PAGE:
The drama of the conspiracy, as well as the capture of André, his trial, and his execution all unfolded in the Hudson River Valley area of New York. Nathaniel Parker Willis would eventually settle in that area but he was, in fact, living in England at the time that he composed his poem "André's Request to Washington" (1835):
It is not the fear of death
That damps my brow;
It is not for another breath
I ask thee now;
I can die with lip unstirr'd
And a quiet heart—
Let but this prayer be heard
Ere I depart.
I can give up my mother's look—
My sister's kiss;
I can think of love—yet brook
A death like this!
I can give up the young fame
I burn'd to win—
All—but the spotless name
I glory in!
Thine is the power to give,
Thine to deny,
Joy for the hour I live—
Calmness to die.
By all the brave should cherish,
By my dying breath,
I ask that I may perish
By a soldier's death.
Some 40 years after Willis's poem, just about 100 years after André's execution, Charlotte Fiske Bates offered her own poem to the executed Major. Like Willis, Bates is mostly sympathetic, though her narrator here is not André himself but a visitor to the place of his death:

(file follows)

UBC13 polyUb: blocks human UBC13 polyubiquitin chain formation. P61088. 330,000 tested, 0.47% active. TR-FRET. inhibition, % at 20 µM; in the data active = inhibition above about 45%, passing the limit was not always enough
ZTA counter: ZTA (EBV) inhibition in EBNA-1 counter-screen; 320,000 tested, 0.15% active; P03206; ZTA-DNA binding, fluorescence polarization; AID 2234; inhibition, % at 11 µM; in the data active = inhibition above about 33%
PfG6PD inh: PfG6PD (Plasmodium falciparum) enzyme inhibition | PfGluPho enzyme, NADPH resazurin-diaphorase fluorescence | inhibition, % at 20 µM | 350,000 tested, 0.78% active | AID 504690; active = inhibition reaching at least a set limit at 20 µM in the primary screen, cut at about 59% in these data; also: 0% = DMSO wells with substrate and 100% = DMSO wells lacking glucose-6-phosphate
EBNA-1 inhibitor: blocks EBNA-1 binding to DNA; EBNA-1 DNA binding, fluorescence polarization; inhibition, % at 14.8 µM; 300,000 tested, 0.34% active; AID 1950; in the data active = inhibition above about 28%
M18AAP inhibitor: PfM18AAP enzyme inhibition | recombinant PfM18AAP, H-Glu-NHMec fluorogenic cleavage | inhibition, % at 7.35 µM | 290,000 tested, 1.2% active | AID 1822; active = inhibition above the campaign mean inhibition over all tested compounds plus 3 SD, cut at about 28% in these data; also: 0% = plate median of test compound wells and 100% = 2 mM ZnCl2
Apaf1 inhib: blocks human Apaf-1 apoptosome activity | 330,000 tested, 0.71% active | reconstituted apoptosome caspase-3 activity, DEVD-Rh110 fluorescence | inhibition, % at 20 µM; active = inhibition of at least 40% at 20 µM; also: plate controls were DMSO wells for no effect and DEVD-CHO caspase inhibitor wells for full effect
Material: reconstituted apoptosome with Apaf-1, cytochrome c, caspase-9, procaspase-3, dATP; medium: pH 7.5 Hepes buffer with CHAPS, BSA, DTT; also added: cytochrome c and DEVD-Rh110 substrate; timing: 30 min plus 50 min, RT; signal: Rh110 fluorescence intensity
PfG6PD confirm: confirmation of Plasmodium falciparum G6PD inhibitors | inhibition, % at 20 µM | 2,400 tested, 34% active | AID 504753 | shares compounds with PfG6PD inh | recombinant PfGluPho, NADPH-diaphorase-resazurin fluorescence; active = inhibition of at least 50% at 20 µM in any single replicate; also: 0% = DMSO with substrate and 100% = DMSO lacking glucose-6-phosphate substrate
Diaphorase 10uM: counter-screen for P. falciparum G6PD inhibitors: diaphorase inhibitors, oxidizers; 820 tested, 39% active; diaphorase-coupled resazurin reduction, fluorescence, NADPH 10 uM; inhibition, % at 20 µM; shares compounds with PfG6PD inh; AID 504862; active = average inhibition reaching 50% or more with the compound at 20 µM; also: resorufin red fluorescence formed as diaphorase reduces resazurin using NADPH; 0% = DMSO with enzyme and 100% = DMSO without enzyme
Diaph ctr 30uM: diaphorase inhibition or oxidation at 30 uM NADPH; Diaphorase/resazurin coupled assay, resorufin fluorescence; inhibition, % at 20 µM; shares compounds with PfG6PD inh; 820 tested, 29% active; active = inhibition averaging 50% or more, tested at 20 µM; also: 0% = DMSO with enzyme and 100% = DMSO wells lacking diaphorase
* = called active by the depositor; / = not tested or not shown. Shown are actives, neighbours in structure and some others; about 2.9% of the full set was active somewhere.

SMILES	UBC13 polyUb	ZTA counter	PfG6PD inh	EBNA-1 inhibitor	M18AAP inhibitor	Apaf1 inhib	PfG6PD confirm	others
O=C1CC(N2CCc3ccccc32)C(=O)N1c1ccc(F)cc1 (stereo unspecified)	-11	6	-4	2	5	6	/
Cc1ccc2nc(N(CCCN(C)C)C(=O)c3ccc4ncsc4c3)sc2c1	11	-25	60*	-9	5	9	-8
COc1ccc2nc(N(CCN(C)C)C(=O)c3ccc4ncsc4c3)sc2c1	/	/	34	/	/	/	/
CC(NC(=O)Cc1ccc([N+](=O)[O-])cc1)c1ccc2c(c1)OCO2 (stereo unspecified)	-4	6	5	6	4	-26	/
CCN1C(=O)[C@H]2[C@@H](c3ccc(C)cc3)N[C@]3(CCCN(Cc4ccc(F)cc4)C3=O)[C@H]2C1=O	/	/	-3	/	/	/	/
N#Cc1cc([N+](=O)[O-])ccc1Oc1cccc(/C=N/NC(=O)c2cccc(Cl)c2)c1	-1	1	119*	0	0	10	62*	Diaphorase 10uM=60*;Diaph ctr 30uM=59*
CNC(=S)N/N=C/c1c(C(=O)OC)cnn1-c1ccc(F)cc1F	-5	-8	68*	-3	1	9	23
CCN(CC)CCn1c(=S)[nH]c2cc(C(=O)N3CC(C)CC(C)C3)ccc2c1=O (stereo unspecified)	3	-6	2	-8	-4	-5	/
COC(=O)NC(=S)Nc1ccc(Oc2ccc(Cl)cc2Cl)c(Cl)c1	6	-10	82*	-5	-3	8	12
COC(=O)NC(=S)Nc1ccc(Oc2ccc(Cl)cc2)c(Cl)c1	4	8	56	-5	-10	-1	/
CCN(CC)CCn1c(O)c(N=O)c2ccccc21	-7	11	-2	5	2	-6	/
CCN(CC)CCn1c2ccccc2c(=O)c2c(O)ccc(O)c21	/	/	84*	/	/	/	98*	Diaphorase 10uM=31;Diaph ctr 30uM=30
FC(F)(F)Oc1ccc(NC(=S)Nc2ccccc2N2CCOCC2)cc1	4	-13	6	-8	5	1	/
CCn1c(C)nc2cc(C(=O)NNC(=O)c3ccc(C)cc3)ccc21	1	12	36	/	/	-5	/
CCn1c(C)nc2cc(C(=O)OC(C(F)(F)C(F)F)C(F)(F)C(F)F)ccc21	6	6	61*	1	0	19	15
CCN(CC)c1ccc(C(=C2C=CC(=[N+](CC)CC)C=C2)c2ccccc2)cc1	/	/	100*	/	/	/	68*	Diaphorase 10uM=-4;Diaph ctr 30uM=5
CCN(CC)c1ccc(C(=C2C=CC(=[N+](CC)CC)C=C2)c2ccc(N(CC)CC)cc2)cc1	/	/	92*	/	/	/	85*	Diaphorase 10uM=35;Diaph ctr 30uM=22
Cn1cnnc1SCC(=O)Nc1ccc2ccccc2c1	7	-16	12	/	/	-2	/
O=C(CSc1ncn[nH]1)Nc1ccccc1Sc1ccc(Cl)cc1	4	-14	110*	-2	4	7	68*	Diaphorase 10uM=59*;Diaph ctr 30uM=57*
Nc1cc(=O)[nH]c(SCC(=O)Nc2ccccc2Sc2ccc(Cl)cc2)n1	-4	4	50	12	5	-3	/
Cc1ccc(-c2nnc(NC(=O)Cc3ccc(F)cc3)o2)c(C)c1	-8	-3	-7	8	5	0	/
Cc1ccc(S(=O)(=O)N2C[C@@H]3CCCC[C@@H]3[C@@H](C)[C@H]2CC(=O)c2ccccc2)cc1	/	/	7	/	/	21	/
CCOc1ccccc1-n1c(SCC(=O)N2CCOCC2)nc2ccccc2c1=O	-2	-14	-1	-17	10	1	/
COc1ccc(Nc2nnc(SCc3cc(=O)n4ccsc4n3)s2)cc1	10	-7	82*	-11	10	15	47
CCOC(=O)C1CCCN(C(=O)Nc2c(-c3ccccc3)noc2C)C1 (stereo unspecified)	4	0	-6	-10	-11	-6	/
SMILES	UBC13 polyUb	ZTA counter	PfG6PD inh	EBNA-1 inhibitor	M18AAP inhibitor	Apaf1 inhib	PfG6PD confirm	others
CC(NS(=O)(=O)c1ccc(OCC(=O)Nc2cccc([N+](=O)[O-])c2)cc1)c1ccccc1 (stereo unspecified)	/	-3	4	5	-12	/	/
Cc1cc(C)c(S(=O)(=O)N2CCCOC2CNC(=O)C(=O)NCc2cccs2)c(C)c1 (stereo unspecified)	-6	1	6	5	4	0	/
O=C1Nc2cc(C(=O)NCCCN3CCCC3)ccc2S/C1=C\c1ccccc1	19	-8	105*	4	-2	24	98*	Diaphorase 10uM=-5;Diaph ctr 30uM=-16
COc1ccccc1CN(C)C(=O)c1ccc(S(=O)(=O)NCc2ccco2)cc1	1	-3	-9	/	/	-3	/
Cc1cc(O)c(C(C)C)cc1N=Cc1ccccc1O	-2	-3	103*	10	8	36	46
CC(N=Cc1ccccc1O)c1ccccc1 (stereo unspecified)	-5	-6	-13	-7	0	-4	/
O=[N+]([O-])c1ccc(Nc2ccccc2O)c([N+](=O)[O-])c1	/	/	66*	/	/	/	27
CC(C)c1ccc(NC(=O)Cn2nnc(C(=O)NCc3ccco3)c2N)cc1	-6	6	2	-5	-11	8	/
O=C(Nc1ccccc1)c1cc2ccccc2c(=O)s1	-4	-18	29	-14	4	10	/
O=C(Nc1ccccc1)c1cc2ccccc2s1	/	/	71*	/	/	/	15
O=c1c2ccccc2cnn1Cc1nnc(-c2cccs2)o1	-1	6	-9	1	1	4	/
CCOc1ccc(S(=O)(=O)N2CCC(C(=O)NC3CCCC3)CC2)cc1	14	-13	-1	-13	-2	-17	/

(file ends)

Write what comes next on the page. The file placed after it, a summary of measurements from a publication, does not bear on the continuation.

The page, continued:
This is the place where André met that death
Whose infamy was keenest of its throes,
And in this place of bravely yielded breath
His ashes found a fifty years' repose;
And then, at last, a transatlantic grave,
With those who have been kings in blood or
fame. As Honor here some compensation gave
For that once forfeit to a hero's name.
But whether in the Abbey's glory laid,
Or on so fair but fatal Tappan's shore.
Still at his grave have noble hearts betrayed
The loving pity and regret they bore.
In view of all he lost, — his youth, his love,
And possibilities that wait the brave,
Inward and outward bound, dim visions move
Like passing sails upon the Hudson's wave.
The country's Father! how do we revere
His justice, — Brutus-like in its decree, —
With André-sparing mercy, still more dear
Had been his name, — if that, indeed, could be!